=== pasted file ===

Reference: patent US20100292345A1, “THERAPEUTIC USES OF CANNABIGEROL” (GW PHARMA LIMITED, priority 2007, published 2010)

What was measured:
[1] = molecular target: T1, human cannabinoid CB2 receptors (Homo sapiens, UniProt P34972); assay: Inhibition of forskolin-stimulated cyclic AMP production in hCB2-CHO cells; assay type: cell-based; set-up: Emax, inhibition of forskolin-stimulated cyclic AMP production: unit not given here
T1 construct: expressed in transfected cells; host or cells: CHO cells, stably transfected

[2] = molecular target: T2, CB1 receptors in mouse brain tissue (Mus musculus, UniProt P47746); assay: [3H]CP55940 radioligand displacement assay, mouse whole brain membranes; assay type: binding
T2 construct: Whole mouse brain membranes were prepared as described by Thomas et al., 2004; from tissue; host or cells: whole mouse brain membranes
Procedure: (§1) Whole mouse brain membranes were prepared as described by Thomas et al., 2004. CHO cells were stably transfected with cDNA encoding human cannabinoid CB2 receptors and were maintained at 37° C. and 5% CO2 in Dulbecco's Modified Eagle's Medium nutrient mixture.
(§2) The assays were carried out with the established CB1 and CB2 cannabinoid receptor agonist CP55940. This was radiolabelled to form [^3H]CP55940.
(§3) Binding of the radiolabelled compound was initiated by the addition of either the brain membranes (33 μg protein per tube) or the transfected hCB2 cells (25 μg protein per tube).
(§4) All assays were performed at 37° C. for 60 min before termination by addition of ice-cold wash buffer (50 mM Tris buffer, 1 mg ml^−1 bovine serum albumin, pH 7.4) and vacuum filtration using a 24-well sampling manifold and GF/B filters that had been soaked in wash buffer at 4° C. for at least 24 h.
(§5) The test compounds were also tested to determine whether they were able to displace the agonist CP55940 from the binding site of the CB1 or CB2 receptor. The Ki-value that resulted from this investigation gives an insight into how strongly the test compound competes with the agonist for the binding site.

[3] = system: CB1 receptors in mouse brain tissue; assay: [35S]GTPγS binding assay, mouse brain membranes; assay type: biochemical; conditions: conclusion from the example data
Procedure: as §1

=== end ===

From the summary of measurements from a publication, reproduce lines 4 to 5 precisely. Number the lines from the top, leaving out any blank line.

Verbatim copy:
T1 construct: expressed in transfected cells; host or cells: CHO cells, stably transfected

[2] = molecular target: T2, CB1 receptors in mouse brain tissue (Mus musculus, UniProt P47746); assay: [3H]CP55940 radioligand displacement assay, mouse whole brain membranes; assay type: binding